Saturday, June 05, 2010

Royal Agricultural Show (PMB) – through new eyes

I have learned over the years to avoid agricultural shows if I can possibly help it. There are so many dogs jumping through fiery hoops that a person can handle in one year. I always seem to arrive when the police are showcasing their clever hounds. If you blindfold me I am sure I could take you to at least 40% of the stalls that were in the same place last year and without doubt the year before that. Is it just me, but you have to always be careful where you tread as some over eager kid always eats too much and spews the contents over the public pathway.

That is until Howard arrived. I have never been so excited to go to the show before. I have a tendency to give my child a voice when he has not even spoken the hallowed “Dada” yet. I am thinking how my little 17 month old is going to perceive the prize bull with brass ring in its nose, the elegant horse jumping its logs and the shiny tractors with there new chrome radiators and black polished tyres. He just has to enjoy it or is it the flashbacks of my childhood roaming the old “Rand Easter show” that I project through his little eyes?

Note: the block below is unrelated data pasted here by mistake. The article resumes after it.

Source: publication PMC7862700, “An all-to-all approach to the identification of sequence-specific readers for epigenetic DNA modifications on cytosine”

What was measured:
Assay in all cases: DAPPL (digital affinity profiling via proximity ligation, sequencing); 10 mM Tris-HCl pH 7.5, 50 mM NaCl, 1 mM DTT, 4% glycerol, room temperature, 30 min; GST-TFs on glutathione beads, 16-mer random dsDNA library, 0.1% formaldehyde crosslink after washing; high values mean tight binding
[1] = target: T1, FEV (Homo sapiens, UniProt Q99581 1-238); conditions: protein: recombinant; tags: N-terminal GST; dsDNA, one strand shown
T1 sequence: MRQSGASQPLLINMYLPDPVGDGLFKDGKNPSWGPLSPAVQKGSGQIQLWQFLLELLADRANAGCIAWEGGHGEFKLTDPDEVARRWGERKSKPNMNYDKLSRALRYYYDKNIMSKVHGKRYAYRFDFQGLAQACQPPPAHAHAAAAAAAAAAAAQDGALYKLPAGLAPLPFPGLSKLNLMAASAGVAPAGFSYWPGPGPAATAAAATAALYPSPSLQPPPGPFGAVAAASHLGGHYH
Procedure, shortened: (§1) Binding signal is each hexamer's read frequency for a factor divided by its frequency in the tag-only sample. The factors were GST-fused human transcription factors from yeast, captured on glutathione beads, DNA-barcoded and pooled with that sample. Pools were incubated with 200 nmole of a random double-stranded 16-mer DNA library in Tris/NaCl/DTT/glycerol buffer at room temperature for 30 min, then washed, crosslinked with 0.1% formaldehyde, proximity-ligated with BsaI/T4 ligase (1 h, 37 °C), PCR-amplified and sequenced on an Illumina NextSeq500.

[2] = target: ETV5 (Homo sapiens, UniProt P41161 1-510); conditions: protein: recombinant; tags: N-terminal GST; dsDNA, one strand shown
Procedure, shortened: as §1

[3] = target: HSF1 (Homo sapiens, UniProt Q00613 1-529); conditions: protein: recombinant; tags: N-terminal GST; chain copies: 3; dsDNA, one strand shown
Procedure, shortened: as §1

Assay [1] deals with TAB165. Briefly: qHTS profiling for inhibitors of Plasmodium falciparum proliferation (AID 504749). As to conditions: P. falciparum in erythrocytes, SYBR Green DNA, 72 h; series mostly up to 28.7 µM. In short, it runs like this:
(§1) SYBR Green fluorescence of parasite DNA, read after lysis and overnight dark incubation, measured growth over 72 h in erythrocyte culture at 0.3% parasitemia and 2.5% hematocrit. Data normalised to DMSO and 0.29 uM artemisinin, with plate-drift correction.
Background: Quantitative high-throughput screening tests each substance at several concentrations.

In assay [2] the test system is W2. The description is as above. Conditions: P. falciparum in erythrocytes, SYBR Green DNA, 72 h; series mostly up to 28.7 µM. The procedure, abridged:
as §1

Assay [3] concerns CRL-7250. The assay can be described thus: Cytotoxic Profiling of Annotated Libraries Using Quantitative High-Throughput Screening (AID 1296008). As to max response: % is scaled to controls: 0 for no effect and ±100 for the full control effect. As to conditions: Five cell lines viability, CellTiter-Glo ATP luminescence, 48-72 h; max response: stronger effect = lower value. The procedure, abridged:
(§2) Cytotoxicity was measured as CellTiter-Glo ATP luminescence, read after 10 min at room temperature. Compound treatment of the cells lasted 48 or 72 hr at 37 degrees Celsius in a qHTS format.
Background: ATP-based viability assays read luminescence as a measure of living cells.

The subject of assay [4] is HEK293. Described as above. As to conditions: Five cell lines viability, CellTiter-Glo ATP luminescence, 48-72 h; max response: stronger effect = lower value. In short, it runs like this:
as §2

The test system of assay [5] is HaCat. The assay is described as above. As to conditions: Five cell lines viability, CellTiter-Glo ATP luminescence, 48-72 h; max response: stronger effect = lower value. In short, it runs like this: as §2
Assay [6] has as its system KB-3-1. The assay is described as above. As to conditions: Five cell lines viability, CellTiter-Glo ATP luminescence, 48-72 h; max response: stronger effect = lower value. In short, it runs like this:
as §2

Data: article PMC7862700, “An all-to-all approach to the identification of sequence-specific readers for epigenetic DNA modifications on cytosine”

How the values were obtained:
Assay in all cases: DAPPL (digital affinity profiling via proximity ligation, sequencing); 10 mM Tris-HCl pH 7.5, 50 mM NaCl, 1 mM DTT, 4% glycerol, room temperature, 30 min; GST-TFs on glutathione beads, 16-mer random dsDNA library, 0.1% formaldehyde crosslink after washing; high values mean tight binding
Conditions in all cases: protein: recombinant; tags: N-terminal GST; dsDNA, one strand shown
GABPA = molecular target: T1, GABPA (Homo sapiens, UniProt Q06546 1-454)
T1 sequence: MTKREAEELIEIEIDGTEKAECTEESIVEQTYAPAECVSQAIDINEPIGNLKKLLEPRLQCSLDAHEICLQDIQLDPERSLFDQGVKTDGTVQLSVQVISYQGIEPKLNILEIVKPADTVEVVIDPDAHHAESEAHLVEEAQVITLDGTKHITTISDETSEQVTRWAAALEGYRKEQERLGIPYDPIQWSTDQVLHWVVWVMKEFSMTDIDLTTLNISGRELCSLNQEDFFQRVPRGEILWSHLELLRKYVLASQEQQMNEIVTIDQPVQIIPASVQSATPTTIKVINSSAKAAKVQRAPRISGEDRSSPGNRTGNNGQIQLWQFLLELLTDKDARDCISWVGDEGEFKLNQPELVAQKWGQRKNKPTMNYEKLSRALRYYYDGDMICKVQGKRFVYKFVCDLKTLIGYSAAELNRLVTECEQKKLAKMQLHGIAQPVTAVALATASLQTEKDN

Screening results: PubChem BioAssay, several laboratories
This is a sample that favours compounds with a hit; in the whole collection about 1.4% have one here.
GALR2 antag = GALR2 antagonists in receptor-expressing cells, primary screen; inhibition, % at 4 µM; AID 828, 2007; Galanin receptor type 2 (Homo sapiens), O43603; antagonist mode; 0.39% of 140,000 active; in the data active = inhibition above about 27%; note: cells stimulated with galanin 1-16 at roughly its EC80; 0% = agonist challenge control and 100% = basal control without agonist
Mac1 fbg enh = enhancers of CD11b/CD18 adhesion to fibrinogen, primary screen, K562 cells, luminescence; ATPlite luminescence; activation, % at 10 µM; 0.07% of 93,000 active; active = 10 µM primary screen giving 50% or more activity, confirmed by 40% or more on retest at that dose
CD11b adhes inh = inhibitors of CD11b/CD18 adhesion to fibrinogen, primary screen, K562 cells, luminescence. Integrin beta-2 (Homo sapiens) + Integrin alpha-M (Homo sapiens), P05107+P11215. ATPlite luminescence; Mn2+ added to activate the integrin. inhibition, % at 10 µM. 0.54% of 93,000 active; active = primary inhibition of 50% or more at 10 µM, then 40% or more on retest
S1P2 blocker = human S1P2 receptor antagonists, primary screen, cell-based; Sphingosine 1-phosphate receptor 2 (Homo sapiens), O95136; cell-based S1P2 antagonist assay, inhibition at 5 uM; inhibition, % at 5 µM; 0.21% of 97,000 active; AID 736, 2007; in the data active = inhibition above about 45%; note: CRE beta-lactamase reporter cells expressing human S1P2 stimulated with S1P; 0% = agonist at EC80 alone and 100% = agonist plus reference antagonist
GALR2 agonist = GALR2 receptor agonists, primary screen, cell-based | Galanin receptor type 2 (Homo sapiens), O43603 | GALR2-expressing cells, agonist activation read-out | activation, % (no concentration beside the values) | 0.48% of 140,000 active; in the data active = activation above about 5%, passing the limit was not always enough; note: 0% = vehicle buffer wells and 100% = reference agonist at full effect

Friday, June 04, 2010

Myth – Christian faith is declining in numbers

There has been the thinking for some time that through the industrial revolution and through the advance of technology humankind would soon loose their need of God to help them in their troubles. This is what is termed “secularization thesis” (Peter L. Berger). Well here we are at the end of the first decade of the twenty first century and the facts tell otherwise. Virtually all religions are growing in numbers of adherents. Christianity is growing in explosive ways in what is termed the developing world. Timothy Keller in his book The reason for God, refers to Philip Jenkin’s book The next Christendom and highlights that there are six times more Anglicans in Nigeria alone than there are in all of the United States. There are more Presbyterians in Ghana than in the United States and Scotland combined. Korea has gone from 1 percent to 40 percent Christian in a hundred years, and experts believe the same thing is going to happen in China. So, if there are half a billion Chinese Christian’s fifty years from now, that will change the course of human history.

No matter how hard anti-religious groups, governments, regimes etc. try to eradicate humankind’s faith it just doesn’t work. It would seem that the search for divine meaning and significance will continue to burn deep in our souls for centuries to come.

The Reason for God
The Next Christendom

Thursday, June 03, 2010

Just started Tim Keller’s book “The Reason for God”